Upward instead of outwards should be the future of development in Goleta, local environmentalists asserted Monday night.

Santa Barbara residents gathered in the Schott Center at Santa Barbara Community College for the second installment of the three-part lecture series, "The Ocean in Trouble." This week’s lecture, "Smart Growth," was presented by Lawrence Laurent, a marine ecologist and former San Luis Obispo County supervisor. The talk focused on ways to combat urban sprawl, defined by panel members as "low-density development beyond the edge of service and employment, which separates where people live from where they shop, work, recreate and educate – thus requiring cars to move between zones."

Laurent presented a panel of speakers, including Santa Barbara County Planning Deputy Director Dan Gira, local architect Detlev Peikert and local homebuilder Bruce Giffin.

Gira began the discussion, giving the audience a dim forecast on population growth projected in the county over the next 30 years. "The housing demand in 2030 will be roughly five times the area of the vacant land that we have available in the Goleta Valley," he said.

This growing housing demand could soon pressure landowners into developing the urban agricultural land present in Goleta today – land that acts as a filter for urban runoff, which flows into the sea. Development of this land would lead to an increase in pollutants already present in the ocean, Gira said.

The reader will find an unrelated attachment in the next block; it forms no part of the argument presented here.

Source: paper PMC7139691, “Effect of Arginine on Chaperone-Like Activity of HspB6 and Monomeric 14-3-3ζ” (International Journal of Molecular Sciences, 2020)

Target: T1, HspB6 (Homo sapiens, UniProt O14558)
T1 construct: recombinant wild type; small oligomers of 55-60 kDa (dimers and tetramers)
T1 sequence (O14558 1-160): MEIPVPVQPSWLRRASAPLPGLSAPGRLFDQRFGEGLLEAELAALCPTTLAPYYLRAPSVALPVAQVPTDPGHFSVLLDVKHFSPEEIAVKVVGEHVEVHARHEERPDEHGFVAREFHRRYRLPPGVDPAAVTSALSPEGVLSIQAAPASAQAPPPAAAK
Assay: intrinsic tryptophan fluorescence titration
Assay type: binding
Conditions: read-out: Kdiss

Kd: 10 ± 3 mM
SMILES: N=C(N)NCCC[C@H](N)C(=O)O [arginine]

"These lands were originally set aside so they could not be developed for 10 years," he said. "That 10 years is now up and developers and the university are interested in them."

Laurent said a solution to the problem is a change in present growth patterns on the south coast, so dense development increases and growth is restricted laterally. "That way we have less developed areas that don’t contribute to the runoff and other pollutants to the ocean," he said, "And also, people will be able to get to work by bicycle or by bus rather than driving cars."

Peikert said a community effort is needed in order to find a solution to urban sprawl. "In a nutshell, I’d say the first thing that we need to do is get our heads out of the sand and stop simply reacting to the process of change and instead start developing the agents of the kinds of communities we can create," he said.

UCSB environmental studies Professor Michael McGinnis will conclude the lecture series next Monday with a lecture on watershed at 7:30 p.m. in the Schott Center downtown.